Supreme Court Overturns Appellate Court On Rear-End Collision Issue

, The Connecticut Law Tribune

   |0 Comments

Nathan Nasser
Nathan Nasser

Practically every personal injury attorney – or general practice lawyer for that matter – has had a client injured in a rear-end car accident.

After a while, handling those kinds of cases becomes second nature.

But in 2011, the state Appellate Court threw a curveball to trial lawyers across the state when they overturned a jury verdict in the case of a man who was injured in a rear-end collision in Bridgeport.

The appellate court said the plaintiff failed to prove any direct evidence that the defendant caused the crash and his resulting back injury. The evidence, rather, was all circumstantial – that simply the vehicle was hit from behind and the driver heard a loud noise.

Mere evidence of a collision, the court opined, is not itself sufficient to establish negligence.

Upset at the thought of losing an approximately $50,000 verdict after suffering two herniated disks in his back, the plaintiff asked the state Supreme Court to take a second look.

The justices agreed. And in an opinion officially released last week that brings clarity for lawyers statewide handling rear-end collisions, the state Supreme Court has overturned the Appellate Court.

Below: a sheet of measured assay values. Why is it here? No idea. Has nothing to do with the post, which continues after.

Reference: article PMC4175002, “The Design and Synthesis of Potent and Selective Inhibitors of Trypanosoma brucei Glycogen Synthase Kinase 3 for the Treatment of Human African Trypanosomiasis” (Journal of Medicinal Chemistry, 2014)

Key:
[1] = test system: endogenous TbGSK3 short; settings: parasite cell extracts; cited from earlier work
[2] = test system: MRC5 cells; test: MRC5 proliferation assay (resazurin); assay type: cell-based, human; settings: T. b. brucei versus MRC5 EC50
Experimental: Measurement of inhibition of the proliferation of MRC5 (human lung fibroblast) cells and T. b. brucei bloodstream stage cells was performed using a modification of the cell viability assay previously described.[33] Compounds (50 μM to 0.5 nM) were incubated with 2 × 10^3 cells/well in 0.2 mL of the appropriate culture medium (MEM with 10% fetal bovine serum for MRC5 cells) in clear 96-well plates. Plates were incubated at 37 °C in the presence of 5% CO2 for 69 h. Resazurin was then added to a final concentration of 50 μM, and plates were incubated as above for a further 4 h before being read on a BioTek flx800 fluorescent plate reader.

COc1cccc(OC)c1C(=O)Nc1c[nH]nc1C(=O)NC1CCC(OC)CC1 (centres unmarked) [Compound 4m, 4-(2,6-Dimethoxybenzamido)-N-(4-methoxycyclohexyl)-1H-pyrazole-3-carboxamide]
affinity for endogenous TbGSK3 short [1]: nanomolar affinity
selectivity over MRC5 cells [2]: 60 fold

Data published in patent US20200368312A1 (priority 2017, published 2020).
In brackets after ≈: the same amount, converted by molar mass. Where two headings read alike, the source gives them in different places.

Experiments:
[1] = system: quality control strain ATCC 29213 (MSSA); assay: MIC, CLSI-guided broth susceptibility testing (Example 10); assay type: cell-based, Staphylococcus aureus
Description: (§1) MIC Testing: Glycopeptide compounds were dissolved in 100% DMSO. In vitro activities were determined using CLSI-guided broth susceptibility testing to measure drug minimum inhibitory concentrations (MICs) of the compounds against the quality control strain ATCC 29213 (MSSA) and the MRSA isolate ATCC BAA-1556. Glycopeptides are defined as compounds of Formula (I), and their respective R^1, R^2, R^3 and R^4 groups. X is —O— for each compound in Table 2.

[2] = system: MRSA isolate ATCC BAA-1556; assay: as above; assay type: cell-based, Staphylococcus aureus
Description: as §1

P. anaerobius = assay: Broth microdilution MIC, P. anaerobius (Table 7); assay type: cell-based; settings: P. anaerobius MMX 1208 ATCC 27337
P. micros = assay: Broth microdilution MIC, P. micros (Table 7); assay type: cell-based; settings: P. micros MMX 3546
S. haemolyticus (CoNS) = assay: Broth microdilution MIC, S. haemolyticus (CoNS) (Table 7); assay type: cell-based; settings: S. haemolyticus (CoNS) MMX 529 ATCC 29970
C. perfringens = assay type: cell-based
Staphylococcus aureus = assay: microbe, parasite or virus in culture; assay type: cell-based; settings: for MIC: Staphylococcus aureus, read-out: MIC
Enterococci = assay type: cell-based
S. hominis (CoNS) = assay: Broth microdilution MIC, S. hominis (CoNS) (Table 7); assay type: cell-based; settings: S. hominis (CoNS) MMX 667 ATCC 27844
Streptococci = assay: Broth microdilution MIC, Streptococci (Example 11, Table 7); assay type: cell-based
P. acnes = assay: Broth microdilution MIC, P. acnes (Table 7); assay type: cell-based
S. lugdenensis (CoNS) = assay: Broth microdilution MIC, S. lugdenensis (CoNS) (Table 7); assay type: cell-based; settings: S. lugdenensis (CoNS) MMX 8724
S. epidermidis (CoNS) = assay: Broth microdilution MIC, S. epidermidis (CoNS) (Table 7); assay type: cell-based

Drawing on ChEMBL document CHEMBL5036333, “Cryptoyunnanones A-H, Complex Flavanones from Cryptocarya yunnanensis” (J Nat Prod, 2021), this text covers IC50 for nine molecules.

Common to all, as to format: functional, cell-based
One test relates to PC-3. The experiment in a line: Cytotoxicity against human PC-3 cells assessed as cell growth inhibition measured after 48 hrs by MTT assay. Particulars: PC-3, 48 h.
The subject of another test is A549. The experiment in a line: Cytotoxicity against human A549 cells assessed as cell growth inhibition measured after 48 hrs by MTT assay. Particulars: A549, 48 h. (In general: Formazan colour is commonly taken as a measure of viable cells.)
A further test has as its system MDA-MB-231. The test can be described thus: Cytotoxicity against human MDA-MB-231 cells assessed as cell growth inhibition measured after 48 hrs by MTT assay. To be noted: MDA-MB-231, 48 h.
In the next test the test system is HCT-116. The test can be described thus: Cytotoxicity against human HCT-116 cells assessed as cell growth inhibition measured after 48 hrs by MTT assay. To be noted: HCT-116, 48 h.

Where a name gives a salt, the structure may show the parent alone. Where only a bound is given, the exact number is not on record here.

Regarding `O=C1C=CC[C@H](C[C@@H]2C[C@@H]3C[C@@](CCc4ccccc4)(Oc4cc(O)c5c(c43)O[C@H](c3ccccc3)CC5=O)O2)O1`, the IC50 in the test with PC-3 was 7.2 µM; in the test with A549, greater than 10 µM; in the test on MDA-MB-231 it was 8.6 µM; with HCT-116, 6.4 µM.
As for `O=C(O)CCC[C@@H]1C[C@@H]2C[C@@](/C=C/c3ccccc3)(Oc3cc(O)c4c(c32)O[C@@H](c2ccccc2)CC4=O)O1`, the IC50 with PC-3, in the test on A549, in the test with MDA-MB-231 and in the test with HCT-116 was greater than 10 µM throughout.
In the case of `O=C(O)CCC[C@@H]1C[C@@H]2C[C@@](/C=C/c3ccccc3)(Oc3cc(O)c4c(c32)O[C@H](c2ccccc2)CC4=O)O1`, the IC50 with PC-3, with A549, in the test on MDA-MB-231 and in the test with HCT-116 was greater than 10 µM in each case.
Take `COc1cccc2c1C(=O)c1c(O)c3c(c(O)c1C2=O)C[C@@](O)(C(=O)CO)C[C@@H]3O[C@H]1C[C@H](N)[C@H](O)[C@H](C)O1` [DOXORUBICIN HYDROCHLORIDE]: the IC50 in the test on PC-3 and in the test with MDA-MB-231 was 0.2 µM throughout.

The justices ruled that circumstantial evidence can be enough, as long as it is sufficient. The decision then spells out further guidance for lawyers.

"What the court did was to set forth the steps one should take to prove a case of negligence by the defendant," said Nathan Nasser, of Ventura, Ribeiro & Smith. Nasser has represented the plaintiff, Ronald Rawls, in the rear-end collision since the lawsuit was filed in 2007.

"In Connecticut, the law has been that if a plaintiff gets hit from behind, it doesn't automatically mean that the defendant is negligent," said Nasser. "The plaintiff still has to prove the defendant was at fault by introducing facts that allows the jury to…. come to a fair and reasonable conclusion that the defendant was negligent."

What's being said

Comments are not moderated. To report offensive comments, click here.

Preparing comment abuse report for Article# 1202637521592

Thank you!

This article's comments will be reviewed.